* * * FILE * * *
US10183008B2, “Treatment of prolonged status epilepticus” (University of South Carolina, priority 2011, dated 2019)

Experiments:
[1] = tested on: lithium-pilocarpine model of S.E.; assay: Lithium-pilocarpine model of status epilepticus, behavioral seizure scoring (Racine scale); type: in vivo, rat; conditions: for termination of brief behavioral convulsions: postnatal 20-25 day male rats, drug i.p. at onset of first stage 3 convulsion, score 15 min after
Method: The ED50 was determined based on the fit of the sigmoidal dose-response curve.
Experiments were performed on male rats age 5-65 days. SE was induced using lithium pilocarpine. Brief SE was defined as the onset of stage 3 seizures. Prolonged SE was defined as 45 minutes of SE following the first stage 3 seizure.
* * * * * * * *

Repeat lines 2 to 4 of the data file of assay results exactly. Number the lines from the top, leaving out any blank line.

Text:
Experiments:
[1] = tested on: lithium-pilocarpine model of S.E.; assay: Lithium-pilocarpine model of status epilepticus, behavioral seizure scoring (Racine scale); type: in vivo, rat; conditions: for termination of brief behavioral convulsions: postnatal 20-25 day male rats, drug i.p. at onset of first stage 3 convulsion, score 15 min after
Method: The ED50 was determined based on the fit of the sigmoidal dose-response curve.